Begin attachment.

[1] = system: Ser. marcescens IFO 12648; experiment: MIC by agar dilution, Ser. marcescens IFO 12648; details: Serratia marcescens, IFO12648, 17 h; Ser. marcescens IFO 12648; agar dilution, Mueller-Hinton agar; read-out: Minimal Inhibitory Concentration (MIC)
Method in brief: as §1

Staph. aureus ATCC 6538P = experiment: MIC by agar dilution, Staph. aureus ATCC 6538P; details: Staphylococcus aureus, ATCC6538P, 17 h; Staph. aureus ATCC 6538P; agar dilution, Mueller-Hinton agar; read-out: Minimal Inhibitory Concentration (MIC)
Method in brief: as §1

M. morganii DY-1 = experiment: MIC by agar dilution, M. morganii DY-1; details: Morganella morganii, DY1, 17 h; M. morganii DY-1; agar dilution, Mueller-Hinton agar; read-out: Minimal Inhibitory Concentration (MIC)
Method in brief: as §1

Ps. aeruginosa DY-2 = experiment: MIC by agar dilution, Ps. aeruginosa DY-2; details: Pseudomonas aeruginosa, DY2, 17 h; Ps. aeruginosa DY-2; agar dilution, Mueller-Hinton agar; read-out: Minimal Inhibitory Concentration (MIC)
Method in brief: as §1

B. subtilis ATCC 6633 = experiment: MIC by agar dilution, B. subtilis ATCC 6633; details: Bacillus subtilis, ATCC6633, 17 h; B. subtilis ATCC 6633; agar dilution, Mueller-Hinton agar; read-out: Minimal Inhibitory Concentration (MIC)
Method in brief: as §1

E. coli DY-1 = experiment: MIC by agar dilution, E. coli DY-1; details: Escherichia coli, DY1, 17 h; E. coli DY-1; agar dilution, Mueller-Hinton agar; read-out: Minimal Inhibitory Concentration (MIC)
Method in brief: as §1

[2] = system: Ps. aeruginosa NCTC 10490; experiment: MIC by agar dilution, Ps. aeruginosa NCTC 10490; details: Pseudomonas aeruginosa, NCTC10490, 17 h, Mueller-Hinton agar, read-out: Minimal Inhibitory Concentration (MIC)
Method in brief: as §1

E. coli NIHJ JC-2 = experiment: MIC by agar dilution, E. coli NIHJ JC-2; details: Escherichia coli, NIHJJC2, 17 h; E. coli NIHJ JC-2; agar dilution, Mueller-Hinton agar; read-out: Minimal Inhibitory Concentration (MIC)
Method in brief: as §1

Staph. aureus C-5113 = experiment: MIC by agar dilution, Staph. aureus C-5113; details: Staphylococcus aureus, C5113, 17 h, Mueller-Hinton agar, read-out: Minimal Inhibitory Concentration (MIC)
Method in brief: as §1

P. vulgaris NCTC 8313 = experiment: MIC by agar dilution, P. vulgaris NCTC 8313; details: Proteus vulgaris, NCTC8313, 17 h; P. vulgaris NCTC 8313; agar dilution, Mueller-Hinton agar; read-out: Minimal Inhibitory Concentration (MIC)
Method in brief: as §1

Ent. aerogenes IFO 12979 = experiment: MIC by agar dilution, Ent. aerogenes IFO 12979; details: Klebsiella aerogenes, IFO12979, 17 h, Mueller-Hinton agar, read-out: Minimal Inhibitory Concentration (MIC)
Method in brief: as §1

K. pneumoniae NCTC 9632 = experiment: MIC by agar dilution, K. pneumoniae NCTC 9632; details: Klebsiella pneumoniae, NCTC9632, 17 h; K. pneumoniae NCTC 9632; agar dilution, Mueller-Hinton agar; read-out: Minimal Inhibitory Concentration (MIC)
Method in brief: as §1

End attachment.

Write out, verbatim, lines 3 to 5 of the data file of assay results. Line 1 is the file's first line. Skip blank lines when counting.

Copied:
Staph. aureus ATCC 6538P = experiment: MIC by agar dilution, Staph. aureus ATCC 6538P; details: Staphylococcus aureus, ATCC6538P, 17 h; Staph. aureus ATCC 6538P; agar dilution, Mueller-Hinton agar; read-out: Minimal Inhibitory Concentration (MIC)
Method in brief: as §1

M. morganii DY-1 = experiment: MIC by agar dilution, M. morganii DY-1; details: Morganella morganii, DY1, 17 h; M. morganii DY-1; agar dilution, Mueller-Hinton agar; read-out: Minimal Inhibitory Concentration (MIC)